Focusing on advanced colorectal cancer, in which validated and clinically useful predictive markers are widely used to select anti–epidermal growth factor receptor (EGFR) therapy, the absence of specific sensitivity/resistance patterns for infrequent mutant alleles in KRAS, NRAS, or BRAF genes should not prevent clinicians from ordering extended RAS testing to help tailor therapy. There are a number of justifications for this approach. First, in some prospective randomized trials, a detrimental effect has been observed with the addition of anti-EGFR agents to chemotherapy in patients whose tumors harbor mutations in KRAS beyond codons 12 and 13 or in NRAS.[4-6] Second, following advances in next-generation sequencing, the development of targeted agents for use in treating colorectal cancer is moving from the “one test–one drug” paradigm to a genomically stratified model.[7] Early clinical trials have shown that targeted therapies matched against KRAS, NRAS, or BRAF mutations may offer promising treatment opportunities in colorectal cancer. Specifically for the BRAF V600 population, studies have shown that treatment with selective BRAF inhibitors in combination with other targeted agents (EGFR, mitogen-activated protein/extracellular signal-regulated kinase [MEK], and/or phosphatidylinositol 4,5-bisphosphate 3-kinase [PI3K] inhibitors) can lead to unprecedented response rates in highly chemo-refractory patients.[8,9] In summary, given the potentially detrimental effects of anti-EGFR therapies and the benefit demonstrated in early clinical trials with novel agents, the cost-effectiveness of extended RAS-BRAF mutation profiling needs to be reexamined.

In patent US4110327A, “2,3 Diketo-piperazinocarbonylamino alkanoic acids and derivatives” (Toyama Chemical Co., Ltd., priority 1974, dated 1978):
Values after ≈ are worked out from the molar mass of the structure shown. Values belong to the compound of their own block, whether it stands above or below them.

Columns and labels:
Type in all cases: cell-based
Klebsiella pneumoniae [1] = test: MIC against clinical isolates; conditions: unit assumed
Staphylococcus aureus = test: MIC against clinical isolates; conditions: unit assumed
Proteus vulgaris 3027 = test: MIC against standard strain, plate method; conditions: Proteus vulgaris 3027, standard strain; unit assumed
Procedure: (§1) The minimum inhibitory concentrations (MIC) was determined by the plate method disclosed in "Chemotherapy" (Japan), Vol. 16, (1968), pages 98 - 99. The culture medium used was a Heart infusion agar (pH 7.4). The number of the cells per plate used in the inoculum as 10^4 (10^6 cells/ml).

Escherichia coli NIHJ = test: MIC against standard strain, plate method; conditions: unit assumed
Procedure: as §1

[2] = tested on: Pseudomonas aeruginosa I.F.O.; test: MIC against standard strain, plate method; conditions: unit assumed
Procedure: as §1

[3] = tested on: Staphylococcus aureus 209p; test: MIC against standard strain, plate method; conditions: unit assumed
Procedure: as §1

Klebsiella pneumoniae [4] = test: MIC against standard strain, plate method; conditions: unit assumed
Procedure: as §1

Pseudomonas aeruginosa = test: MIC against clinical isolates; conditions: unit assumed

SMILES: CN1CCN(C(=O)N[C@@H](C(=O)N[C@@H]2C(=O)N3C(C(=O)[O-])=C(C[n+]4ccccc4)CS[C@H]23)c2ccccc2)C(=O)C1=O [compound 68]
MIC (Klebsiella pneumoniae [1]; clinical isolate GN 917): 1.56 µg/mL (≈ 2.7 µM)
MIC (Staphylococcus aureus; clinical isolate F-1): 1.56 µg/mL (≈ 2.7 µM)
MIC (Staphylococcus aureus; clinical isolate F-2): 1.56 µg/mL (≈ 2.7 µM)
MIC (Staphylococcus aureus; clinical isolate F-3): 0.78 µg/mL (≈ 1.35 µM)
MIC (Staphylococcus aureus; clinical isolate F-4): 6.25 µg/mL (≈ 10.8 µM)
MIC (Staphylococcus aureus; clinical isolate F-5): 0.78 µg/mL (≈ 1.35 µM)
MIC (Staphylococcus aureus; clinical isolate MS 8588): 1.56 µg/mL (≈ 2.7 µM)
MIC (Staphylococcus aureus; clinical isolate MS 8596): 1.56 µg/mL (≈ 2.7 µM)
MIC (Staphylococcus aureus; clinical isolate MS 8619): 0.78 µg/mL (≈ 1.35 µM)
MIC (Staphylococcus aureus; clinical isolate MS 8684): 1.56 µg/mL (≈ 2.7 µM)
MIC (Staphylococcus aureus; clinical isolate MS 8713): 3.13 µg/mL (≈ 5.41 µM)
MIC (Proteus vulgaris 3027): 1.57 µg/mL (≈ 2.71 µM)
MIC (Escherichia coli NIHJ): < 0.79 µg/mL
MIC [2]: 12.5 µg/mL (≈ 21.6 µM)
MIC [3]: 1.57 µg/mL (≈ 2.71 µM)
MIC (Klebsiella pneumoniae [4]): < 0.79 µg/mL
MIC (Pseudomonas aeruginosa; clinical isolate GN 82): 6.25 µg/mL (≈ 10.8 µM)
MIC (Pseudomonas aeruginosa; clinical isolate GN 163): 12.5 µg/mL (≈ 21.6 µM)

The potential benefits of multiplexed genotyping platforms in individual patients with colorectal cancer have already been demonstrated, and the next logical step is to facilitate larger clinical trials with biomarker-driven therapies. However, there are many obstacles for implementation of next-generation sequencing in clinical practice:

■ Unsolved biologic questions.

o How to integrate and make biologic sense of the substantial amounts of genomic data?

• How to distinguish a driver from a passen- ger genetic aberration?

• How to deal with incidental findings?

• How to define which mutations engender sensitivity to specific targeted agents?

• How to select therapy in the case of multiple aberrations?

o Should profiling be of primary tumor or of real-time biopsies of metastatic sites? Clonal evolution, selection pressure from prior therapies, and tumor heterogeneity may affect the results.

■ Scientific concerns regarding platform selection and turnaround time: need for standardization in the collection, handling, and storage of specimens, and in bioinformatics pipelines.

■ Logistical issues related to prescreening strategies: in whom, when, and where (local pathology lab or centralized lab?) to perform molecular profiling.